“Girls! Where are you!” Bob Hawkins struggled to make his voice heard over the shrieking wind that filled the air with blistering particles of sand. His body strained forward and his half shut eyes darted around the empty canvas of the dusty landscape surrounding him. He listened, hoping to hear a voice or a cry cutting through the din.
Ruth Hawkins paced the floor of their farmhouse. The howling wind made the walls creak and groan, adding to her anxiety.
“I should be out there with him. Why did he make me stay? What if he doesn’t come back?”
Ruth’s mind raced as her footsteps left tracks in the fine silt gathering on the wooden floor.
The door was flung open and she recoiled as a dark shape collapsed on the floor in front of her.
“Bob!” Ruth ran to his side. He was caked with dust and gasping for breath. She grabbed a basin of water and splashed it onto his face. Through the streaks of mud on his face she saw a look of despair in his eyes.
“Nothing? You didn’t see them or hear anything? Maybe I should go. You stay here, I’ll go!”
Bob grabbed her skirt as she lunged for the door.
“You can’t”, he croaked through cracked lips. “It’s no use. You’ll never find them”.
Ruth fell to the floor next to him and wept as the fury outside continued.
“Amarillo by morning, up from San Antone,” Jason Gibbs sung along with the radio, grateful for the company along this long stretch of highway. The sophomore at Oklahoma State University was from Raton, New Mexico and he was headed home for Thanksgiving. This particular section of the trip was so lonesome. It was early evening and the road was deserted. The evening sun was sinking lower and he was sleepier than he wanted to admit. He glanced at his cell phone and frowned at the lack of service.
“One bar! How do these people live?”
An hour later, the sun had slipped below the horizon and Jason was fighting to stay awake. He would drift to the side, only to be startled by the thumping of the stay awake strips cut into the highway.
“Okay, okay, I’m up,” he grumbled to no one in particular.
Off in the distance he could see a light. As he grew closer he noticed an old farmhouse set back from the road. The house was awash in light and his curiosity or the exhaustion made him to decide to stop.
He pulled his car up close to the house and turned off the ignition. Two figures appeared from inside the house. Jason rubbed his eyes and tried to focus. The light from the house was blinding after being on the road so long. Despite the glare he could tell that the shapes he could see were distinctly female. He got out of the car and called out.
“Hey, what’s up? I’m Jason. Do either of you have a phone?”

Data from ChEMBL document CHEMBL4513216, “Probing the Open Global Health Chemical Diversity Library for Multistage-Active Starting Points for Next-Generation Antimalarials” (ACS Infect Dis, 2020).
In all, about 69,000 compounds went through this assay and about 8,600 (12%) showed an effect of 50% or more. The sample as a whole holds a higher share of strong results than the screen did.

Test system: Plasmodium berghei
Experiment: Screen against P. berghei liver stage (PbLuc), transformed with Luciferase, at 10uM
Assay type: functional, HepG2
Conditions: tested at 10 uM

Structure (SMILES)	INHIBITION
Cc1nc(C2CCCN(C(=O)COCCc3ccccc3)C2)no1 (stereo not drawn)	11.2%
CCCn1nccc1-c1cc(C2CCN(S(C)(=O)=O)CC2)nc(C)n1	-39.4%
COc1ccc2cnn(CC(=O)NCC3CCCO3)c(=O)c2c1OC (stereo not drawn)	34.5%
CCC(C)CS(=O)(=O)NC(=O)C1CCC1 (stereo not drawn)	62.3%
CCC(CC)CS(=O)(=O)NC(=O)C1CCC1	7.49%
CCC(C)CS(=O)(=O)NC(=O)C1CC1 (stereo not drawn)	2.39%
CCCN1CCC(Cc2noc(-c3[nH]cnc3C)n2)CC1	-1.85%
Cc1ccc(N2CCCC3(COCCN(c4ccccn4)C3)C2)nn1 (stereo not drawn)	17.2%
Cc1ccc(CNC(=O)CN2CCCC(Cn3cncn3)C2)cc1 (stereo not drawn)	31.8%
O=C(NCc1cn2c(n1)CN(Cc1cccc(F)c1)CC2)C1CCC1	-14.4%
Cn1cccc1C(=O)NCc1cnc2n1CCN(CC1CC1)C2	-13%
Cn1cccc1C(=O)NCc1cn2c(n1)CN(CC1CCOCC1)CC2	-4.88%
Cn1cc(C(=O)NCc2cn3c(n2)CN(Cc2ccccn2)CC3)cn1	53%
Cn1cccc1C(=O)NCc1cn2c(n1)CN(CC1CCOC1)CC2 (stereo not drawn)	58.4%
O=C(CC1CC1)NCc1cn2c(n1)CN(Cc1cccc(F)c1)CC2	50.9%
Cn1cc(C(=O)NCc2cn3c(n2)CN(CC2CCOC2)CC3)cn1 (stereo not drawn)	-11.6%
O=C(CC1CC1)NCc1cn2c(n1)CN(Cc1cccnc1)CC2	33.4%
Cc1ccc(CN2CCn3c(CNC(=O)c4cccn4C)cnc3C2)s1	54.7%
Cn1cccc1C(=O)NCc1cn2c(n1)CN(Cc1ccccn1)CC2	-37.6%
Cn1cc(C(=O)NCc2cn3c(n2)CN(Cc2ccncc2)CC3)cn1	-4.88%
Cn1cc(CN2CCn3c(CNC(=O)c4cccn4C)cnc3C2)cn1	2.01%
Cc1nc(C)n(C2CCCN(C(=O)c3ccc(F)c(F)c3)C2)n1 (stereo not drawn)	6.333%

One of the girls motioned for him to come in so he made his way to the steps of the house. He glanced at the girls as he made his way across the porch. They were beautiful, with dark hair and dark eyes. As he looked closer he could see that they were twins.
“Come on in Jason,” one of them said.
“You must be so tired,” the other one said.
As he walked into the house he couldn’t help but notice that everything looked so old.
“Wow! You’ve got a lot of vintage stuff in here. I like the retro look.”
The girls just smiled and offered him a chair. The girls sat nearby and chattered, almost as if he wasn’t there. His eyes became heavy. The warmth of the house and the rhythmic cadence of the girls’ voices lulled him into a trance. Before long he was asleep in the chair.
The first thing he noticed when he woke was the cold. The once brightly lit house was now dark and chilly. The soft whispers of conversation had been replaced by the harsh clattering of shutters being shaken by a steady wind outside.
“Hello! Girls! Where are you?”
He glanced at his watch and flinched when he saw how late it was.
“Good grief, I have to go”
Assuming the girls must have gone to bed, he let himself out of the house and got into his car. As he drove away, in the moonlight he could make out two distinct female shapes standing in the windows of the house.
“That was weird,” he said to himself.
He had traveled almost 40 miles west when he saw the lights of a gas station. In need of something to drink, he pulled off into the parking lot and went inside. The only other people in the store were an older woman behind the counter and a gaunt man sitting on a stool visiting with her. He grabbed a soda and made his way to the register.
“Where you headed young fella,” the woman asked.
“Home to Raton,” Jason replied, “Thanksgiving Break.”
“Oh, how nice. You know, we don’t see too many people out this way anymore,” the woman flashed a friendly smile as she handed him his change.
“Say, what’s the story with those two girls in the old house back down the road a ways? It seems kind of an odd place for two young girls to be all by themselves.”
The old man looked up from his coffee and shot a glance at the woman behind the counter.
“Would you be talking about a farmhouse about 40 miles east, off to the side of the road?” The old man asked slowly.
“Yeah, that’s it”
The old woman came around the counter and gently touched Jason’s arm.
“Son, no one has lived in that house for over 70 years”
“But, I was just there. There were two girls, twin sisters.”
The old man shot a sideways glance at Jason, “that’s the old Hawkins place. Back in ‘33 during a bad dust storm the Hawkins’ girls got lost comin’ home from school. Ol’ Bob Hawkins searched for ‘em, but never could find ‘em.”
“Poor things. Drove their parents to an early grave it did,” the old woman shook her head.
Jason felt goosebumps rise on his neck as he left the store and glancing east he thought he could make out a glow in the distance.